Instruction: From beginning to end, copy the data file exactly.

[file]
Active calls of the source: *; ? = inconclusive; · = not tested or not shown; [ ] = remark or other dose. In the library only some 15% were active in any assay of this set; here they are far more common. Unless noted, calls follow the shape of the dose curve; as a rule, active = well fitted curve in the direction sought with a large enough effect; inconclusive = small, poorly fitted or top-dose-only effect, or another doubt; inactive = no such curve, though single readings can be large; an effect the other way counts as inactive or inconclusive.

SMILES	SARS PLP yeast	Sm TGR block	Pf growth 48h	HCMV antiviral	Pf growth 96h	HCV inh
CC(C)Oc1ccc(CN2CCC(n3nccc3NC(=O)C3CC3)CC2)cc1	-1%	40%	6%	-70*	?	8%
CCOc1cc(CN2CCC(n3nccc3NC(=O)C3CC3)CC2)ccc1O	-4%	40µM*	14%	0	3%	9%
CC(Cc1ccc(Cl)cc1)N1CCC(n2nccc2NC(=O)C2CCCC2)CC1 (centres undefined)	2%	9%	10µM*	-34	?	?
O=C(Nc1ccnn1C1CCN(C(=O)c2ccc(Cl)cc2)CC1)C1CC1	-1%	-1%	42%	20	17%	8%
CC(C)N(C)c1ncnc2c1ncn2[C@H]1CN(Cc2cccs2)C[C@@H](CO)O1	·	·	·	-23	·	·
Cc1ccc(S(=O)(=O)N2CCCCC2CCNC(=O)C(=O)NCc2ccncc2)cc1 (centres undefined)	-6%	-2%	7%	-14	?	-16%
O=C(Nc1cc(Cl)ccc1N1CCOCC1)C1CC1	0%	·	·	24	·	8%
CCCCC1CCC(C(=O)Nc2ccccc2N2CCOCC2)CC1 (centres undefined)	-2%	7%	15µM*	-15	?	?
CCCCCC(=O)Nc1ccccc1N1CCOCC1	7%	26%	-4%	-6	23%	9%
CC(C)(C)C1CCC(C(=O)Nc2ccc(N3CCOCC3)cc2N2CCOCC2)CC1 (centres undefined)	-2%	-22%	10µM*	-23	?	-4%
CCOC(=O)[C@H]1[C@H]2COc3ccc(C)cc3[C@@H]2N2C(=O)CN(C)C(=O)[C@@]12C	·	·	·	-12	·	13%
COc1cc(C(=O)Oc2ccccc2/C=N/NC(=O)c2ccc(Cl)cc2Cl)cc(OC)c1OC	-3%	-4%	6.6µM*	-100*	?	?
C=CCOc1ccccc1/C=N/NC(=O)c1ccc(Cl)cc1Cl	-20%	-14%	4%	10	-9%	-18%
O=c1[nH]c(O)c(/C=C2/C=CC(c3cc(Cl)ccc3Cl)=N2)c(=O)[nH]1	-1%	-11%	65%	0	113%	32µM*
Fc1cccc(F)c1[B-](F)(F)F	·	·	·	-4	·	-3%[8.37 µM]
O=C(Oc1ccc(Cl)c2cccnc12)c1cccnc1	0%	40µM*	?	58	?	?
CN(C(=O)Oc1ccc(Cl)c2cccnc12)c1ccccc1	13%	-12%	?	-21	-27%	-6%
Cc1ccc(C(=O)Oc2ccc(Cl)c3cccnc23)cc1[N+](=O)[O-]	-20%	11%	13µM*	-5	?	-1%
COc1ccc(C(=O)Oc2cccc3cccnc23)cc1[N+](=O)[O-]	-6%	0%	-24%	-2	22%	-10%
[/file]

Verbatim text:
Active calls of the source: *; ? = inconclusive; · = not tested or not shown; [ ] = remark or other dose. In the library only some 15% were active in any assay of this set; here they are far more common. Unless noted, calls follow the shape of the dose curve; as a rule, active = well fitted curve in the direction sought with a large enough effect; inconclusive = small, poorly fitted or top-dose-only effect, or another doubt; inactive = no such curve, though single readings can be large; an effect the other way counts as inactive or inconclusive.

SMILES	SARS PLP yeast	Sm TGR block	Pf growth 48h	HCMV antiviral	Pf growth 96h	HCV inh
CC(C)Oc1ccc(CN2CCC(n3nccc3NC(=O)C3CC3)CC2)cc1	-1%	40%	6%	-70*	?	8%
CCOc1cc(CN2CCC(n3nccc3NC(=O)C3CC3)CC2)ccc1O	-4%	40µM*	14%	0	3%	9%
CC(Cc1ccc(Cl)cc1)N1CCC(n2nccc2NC(=O)C2CCCC2)CC1 (centres undefined)	2%	9%	10µM*	-34	?	?
O=C(Nc1ccnn1C1CCN(C(=O)c2ccc(Cl)cc2)CC1)C1CC1	-1%	-1%	42%	20	17%	8%
CC(C)N(C)c1ncnc2c1ncn2[C@H]1CN(Cc2cccs2)C[C@@H](CO)O1	·	·	·	-23	·	·
Cc1ccc(S(=O)(=O)N2CCCCC2CCNC(=O)C(=O)NCc2ccncc2)cc1 (centres undefined)	-6%	-2%	7%	-14	?	-16%
O=C(Nc1cc(Cl)ccc1N1CCOCC1)C1CC1	0%	·	·	24	·	8%
CCCCC1CCC(C(=O)Nc2ccccc2N2CCOCC2)CC1 (centres undefined)	-2%	7%	15µM*	-15	?	?
CCCCCC(=O)Nc1ccccc1N1CCOCC1	7%	26%	-4%	-6	23%	9%
CC(C)(C)C1CCC(C(=O)Nc2ccc(N3CCOCC3)cc2N2CCOCC2)CC1 (centres undefined)	-2%	-22%	10µM*	-23	?	-4%
CCOC(=O)[C@H]1[C@H]2COc3ccc(C)cc3[C@@H]2N2C(=O)CN(C)C(=O)[C@@]12C	·	·	·	-12	·	13%
COc1cc(C(=O)Oc2ccccc2/C=N/NC(=O)c2ccc(Cl)cc2Cl)cc(OC)c1OC	-3%	-4%	6.6µM*	-100*	?	?
C=CCOc1ccccc1/C=N/NC(=O)c1ccc(Cl)cc1Cl	-20%	-14%	4%	10	-9%	-18%
O=c1[nH]c(O)c(/C=C2/C=CC(c3cc(Cl)ccc3Cl)=N2)c(=O)[nH]1	-1%	-11%	65%	0	113%	32µM*
Fc1cccc(F)c1[B-](F)(F)F	·	·	·	-4	·	-3%[8.37 µM]
O=C(Oc1ccc(Cl)c2cccnc12)c1cccnc1	0%	40µM*	?	58	?	?
CN(C(=O)Oc1ccc(Cl)c2cccnc12)c1ccccc1	13%	-12%	?	-21	-27%	-6%
Cc1ccc(C(=O)Oc2ccc(Cl)c3cccnc23)cc1[N+](=O)[O-]	-20%	11%	13µM*	-5	?	-1%
COc1ccc(C(=O)Oc2cccc3cccnc23)cc1[N+](=O)[O-]	-6%	0%	-24%	-2	22%	-10%